The paved waterfront

The promenade along the waterfront is 11.15m wide x 570m long and is paved with granite setts. Two sets of railway lines remain in the pavement, connected by gently curving pieces of track. Two rows of granite slabs have been placed along one set of tracks. Along the harbour edge, groups of Crataegus crus-galli have been planted. The promenade is interrupted in places by new features with more elevation, such as the skateboard rink, new walls, the pergola and the tower in the playground. There...

About the designers

Annelise Bramsnss (1941-99) worked in Sven-Ingvar Anderson's landscape architecture office (1967-70), and as an Assistant and Associate Professor at the Royal Academy of Arts School of Architecture, Department of Town Planning and Landscape, Copenhagen (1973-99). She was a teacher, researcher and writer, mainly in the area of landscape planning, and her particular interest was in how nature and natural resources relate to spatial qualities and aesthetics in landscape architecture. Bramsnss took...

Landscape architecture in Denmark

Danish landscape architecture has been vigorous for over a hundred years.1 Its origins were in the design of private gardens, but since the start of the 1930s landscape designers have participated in a wide range of projects from parks and housing areas to motorways and landscape planning. After the Second World War, the amount and range of landscape architectural assignments rapidly expanded. Several landscape architects had careers which spanned 40-50 years and during this period a new...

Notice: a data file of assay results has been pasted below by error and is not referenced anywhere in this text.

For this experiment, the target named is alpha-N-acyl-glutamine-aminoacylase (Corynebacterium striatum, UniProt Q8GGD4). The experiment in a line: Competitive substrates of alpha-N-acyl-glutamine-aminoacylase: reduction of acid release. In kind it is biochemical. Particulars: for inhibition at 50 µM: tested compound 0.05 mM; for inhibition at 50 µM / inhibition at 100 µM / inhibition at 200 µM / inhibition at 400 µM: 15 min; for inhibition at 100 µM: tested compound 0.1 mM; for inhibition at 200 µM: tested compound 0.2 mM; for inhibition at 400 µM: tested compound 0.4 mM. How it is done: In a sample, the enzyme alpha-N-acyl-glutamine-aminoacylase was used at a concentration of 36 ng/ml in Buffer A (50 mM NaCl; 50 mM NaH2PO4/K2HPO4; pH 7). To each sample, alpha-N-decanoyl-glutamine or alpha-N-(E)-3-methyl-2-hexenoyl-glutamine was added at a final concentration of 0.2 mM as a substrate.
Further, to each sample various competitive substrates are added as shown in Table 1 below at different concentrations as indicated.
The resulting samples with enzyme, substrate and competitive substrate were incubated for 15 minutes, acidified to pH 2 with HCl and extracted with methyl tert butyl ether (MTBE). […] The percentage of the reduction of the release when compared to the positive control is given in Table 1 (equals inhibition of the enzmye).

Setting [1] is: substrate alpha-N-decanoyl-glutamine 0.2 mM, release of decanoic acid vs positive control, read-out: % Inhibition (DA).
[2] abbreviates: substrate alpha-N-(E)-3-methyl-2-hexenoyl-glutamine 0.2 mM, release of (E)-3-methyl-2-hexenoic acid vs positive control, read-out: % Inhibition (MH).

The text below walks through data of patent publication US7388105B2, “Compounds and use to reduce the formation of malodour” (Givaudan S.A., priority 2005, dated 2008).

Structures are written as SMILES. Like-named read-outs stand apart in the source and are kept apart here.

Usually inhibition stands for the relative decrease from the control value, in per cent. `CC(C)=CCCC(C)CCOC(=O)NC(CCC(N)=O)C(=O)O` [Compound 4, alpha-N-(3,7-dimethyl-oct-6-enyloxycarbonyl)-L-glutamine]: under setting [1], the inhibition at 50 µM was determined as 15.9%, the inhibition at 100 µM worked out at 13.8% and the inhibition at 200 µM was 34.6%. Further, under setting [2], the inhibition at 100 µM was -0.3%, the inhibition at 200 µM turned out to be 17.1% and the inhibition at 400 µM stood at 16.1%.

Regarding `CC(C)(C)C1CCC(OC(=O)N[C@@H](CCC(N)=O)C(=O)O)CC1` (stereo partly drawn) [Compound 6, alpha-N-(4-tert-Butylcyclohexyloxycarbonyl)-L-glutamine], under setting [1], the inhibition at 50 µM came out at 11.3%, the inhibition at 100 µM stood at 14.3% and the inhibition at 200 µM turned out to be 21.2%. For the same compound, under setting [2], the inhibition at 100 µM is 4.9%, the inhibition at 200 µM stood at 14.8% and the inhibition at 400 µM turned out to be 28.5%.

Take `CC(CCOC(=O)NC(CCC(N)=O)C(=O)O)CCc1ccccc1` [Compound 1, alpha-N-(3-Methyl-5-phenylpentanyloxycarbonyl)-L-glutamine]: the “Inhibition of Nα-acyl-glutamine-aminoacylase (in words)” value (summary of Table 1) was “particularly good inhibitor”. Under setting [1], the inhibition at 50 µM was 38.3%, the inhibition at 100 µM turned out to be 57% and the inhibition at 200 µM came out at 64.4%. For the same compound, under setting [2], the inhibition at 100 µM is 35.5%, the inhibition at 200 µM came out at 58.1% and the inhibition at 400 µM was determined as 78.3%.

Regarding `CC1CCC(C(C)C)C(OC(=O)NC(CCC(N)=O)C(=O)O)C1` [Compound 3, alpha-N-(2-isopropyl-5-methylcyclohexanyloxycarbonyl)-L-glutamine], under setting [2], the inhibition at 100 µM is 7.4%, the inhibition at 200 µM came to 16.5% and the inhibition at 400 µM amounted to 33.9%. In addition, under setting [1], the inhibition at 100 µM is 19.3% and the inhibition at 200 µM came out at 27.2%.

Project history

With a population of 1.3 million people, Munich is the third largest city in Germany. The new area around the Munich Exhibition Centre is currently being developed as a new city quarter. The project has been evaluated as 'one of the most interesting projects of urban development in Europe'.4 Although property is expensive to buy or rent in Munich, the city is known as one of the most attractive places to live in Germany, because of its proximity to the Alps and to the lovely lake environments...

Landscape architecture in Hungary

In spite of Hungary's relatively small size, there are multiple and varied challenges for Hungarian landscape architects. The country has a mosaic landscape structure which spreads from sub-alpine mountains to sub-Mediterranean regions and to the plains which have a continental climate, but seem to be getting warmer and drier as a result of global warming. Furthermore, as a result of historical forces, there is a huge contrast in the economic situation and development of various regions. The...

Planting scheme

The five parts of the world with a Mediterranean climate - the Mediterranean Basin, west California, central Chile, the tip of South Africa and part of southern Australia - although so widely separated from one another, nevertheless present extraordinary climatic affinities, which are reflected in the appearance and structure of their plants, their systems of land use and also the general appearance of their landscapes. Plants in these various Mediterranean regions have had to adapt to survive...

Landscape architecture in Sweden